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LABOUR will set out an audacious bid to provide dignity and security to everyone in old age tomorrow by vowing to establish a national care service with sweeping new powers.
Shadow mental health minister Barbara Keeley and shadow chancellor John McDonnell will formally announce the policy at the Labour Party conference, promising to vastly increase funding to help people live independently in their own homes.
Labour will outline plans to introduce free personal care for all older people, offering help with daily tasks such as bathing, washing, cooking and assistance around the house.
Any outsourcing of the service has been ruled out, with care provision being provided by local authorities.
Levels of support for care staff will also be massively improved — and Labour has pledged that its national care service will guarantee proper training across the industry.
Workers will also receive a real living wage and zero-hours contracts in social care will be abolished.
The initiative follows years of scandals in which care workers have been paid below the minimum wage by private contractors — only dementia sufferers have been entitled to publicly funded care.
The new service is expected to double the number of people receiving state-funded care while relieving thousands of people of the heavy burden of care costs.
Announcing the policy at the conference, Mr McDonnell will say: “I believe the right to dignity in retirement is a part of that right to health at any stage of life.
“The truth is our social care sector is a national scandal.
“Nearly £8 billion has been taken from council budgets for social care since 2010.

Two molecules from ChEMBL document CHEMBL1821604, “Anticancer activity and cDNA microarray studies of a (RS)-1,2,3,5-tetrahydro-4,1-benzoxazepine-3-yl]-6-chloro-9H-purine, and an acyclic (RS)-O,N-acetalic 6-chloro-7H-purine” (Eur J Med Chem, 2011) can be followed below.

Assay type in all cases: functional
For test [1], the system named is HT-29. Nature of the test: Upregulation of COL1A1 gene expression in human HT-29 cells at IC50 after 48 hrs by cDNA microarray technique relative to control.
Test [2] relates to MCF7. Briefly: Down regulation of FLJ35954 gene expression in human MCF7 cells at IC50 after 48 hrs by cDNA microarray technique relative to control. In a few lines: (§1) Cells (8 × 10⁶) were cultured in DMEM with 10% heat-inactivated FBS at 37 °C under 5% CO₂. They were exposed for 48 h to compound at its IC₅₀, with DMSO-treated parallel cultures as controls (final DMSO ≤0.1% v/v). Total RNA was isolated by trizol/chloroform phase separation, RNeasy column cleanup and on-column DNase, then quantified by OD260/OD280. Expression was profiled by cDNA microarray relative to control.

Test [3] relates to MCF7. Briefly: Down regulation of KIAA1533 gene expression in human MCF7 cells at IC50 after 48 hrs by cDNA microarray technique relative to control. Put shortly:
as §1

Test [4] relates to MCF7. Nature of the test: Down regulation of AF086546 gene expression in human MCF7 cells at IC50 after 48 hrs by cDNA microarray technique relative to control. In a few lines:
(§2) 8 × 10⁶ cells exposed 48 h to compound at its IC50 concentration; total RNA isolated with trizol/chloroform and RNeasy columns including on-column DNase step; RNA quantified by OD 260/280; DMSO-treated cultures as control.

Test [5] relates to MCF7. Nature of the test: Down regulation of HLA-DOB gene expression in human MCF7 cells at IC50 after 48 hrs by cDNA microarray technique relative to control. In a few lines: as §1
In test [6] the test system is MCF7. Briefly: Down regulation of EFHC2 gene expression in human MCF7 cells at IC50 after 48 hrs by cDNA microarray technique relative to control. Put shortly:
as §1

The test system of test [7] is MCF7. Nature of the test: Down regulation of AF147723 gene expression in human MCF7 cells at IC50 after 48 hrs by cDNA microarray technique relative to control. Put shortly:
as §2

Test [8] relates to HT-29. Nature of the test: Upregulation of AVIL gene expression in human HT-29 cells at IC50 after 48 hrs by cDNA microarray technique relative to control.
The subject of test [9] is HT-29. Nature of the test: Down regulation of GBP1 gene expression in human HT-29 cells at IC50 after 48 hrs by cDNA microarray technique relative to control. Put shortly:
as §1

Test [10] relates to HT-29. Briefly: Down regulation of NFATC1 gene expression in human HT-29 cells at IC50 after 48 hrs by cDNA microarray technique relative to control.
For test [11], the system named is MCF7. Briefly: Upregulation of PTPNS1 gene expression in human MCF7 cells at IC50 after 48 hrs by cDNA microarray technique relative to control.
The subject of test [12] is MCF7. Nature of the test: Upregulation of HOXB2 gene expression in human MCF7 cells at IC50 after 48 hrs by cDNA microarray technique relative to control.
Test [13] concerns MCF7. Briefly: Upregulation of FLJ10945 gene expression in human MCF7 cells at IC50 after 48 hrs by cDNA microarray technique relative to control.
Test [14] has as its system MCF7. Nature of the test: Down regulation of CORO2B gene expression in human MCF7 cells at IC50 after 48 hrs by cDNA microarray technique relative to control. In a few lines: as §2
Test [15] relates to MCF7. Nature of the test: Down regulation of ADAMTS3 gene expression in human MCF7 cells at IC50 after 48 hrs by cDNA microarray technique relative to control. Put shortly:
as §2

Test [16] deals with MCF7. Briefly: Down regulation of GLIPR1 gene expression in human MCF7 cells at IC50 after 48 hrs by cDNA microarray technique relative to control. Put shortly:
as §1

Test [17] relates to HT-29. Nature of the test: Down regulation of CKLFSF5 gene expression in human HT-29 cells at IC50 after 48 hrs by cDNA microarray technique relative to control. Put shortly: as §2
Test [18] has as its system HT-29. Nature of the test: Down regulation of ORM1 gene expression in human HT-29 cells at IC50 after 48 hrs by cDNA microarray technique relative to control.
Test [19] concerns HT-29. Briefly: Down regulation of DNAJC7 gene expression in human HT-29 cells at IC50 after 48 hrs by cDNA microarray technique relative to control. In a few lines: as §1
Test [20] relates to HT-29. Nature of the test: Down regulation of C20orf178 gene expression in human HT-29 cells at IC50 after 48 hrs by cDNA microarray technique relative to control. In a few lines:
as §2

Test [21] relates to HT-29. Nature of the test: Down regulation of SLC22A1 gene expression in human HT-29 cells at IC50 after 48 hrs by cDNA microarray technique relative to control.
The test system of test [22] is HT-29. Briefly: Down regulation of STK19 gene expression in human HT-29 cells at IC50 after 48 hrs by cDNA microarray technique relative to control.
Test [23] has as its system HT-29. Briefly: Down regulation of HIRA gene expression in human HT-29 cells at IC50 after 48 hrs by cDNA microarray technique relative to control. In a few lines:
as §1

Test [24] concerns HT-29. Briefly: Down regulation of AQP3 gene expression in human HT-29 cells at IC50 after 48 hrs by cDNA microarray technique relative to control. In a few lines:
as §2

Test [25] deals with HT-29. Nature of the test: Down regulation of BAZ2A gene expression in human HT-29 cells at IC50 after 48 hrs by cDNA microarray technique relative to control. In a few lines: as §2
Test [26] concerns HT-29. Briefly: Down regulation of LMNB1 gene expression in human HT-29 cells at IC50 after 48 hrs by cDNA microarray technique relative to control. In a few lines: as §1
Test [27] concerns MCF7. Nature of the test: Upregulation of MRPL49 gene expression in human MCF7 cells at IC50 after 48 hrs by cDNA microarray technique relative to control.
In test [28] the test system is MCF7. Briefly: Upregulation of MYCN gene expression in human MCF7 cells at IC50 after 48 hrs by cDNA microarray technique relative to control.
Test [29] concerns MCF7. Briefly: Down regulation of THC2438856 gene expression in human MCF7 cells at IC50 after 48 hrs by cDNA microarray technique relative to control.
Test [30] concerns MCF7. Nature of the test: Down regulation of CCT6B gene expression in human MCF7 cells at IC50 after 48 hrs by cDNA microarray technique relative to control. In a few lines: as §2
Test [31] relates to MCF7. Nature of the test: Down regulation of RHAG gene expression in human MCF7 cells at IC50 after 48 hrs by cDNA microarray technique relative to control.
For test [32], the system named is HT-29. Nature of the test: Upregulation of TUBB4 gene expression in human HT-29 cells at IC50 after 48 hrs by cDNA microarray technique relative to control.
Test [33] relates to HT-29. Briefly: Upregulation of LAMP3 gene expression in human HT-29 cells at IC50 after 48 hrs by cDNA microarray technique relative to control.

“The result is one million people not getting the care they need, 87 people dying a day waiting for care, more than five million unpaid carers looking after loved ones and and overworked, underpaid care workers are only being allowed 10-minute visits to those they care for because the current system won’t pay for more.”
Ms Keeley will say: “Tackling the crisis in social care is a priority for Labour.
“Our plans for social care will address the immediate crisis in care, double the number of people receiving publicly-funded care and stop people with dementia being treated unfairly by the care system.
“It is vital that social care is a universally available public service which provides dignity, security and compassionate care.
“Our national care service will have these principles at its core.”
General union GMB praised the announcement, saying: “It’s welcome to see Labour putting forward a bold plan to fix a social care sector that has been left to crumble around our ears.”
National secretary Rehana Azam said: “Our highly skilled members working in care are undervalued and underpaid public servants. GMB has been campaigning to professionalise the sector for many years.
“This is in sharp contrast to a serially unreliable and untrustworthy Tory Prime Minister who had promised a plan for social care to great fanfare but has yet again failed to deliver.”
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